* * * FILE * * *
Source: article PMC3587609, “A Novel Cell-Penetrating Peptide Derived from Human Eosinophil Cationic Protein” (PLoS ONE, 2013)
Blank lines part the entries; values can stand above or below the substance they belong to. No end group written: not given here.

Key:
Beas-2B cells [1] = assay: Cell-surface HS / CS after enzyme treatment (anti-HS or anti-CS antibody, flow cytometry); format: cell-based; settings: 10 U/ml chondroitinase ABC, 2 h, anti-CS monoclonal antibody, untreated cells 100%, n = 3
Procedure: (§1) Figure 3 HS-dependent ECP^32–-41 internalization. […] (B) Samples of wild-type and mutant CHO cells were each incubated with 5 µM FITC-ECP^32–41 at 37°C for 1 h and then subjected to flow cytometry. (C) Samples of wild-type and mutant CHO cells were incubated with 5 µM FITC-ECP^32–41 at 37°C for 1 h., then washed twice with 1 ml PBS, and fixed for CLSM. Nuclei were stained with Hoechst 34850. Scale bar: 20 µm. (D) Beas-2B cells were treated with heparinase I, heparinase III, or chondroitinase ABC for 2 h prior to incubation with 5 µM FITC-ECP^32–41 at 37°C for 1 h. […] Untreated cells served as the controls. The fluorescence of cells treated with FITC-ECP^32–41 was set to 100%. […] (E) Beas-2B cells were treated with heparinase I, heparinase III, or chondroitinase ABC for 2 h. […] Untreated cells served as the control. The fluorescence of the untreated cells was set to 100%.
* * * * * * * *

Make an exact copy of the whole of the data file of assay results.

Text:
Source: article PMC3587609, “A Novel Cell-Penetrating Peptide Derived from Human Eosinophil Cationic Protein” (PLoS ONE, 2013)
Blank lines part the entries; values can stand above or below the substance they belong to. No end group written: not given here.

Key:
Beas-2B cells [1] = assay: Cell-surface HS / CS after enzyme treatment (anti-HS or anti-CS antibody, flow cytometry); format: cell-based; settings: 10 U/ml chondroitinase ABC, 2 h, anti-CS monoclonal antibody, untreated cells 100%, n = 3
Procedure: (§1) Figure 3 HS-dependent ECP^32–-41 internalization. […] (B) Samples of wild-type and mutant CHO cells were each incubated with 5 µM FITC-ECP^32–41 at 37°C for 1 h and then subjected to flow cytometry. (C) Samples of wild-type and mutant CHO cells were incubated with 5 µM FITC-ECP^32–41 at 37°C for 1 h., then washed twice with 1 ml PBS, and fixed for CLSM. Nuclei were stained with Hoechst 34850. Scale bar: 20 µm. (D) Beas-2B cells were treated with heparinase I, heparinase III, or chondroitinase ABC for 2 h prior to incubation with 5 µM FITC-ECP^32–41 at 37°C for 1 h. […] Untreated cells served as the controls. The fluorescence of cells treated with FITC-ECP^32–41 was set to 100%. […] (E) Beas-2B cells were treated with heparinase I, heparinase III, or chondroitinase ABC for 2 h. […] Untreated cells served as the control. The fluorescence of the untreated cells was set to 100%.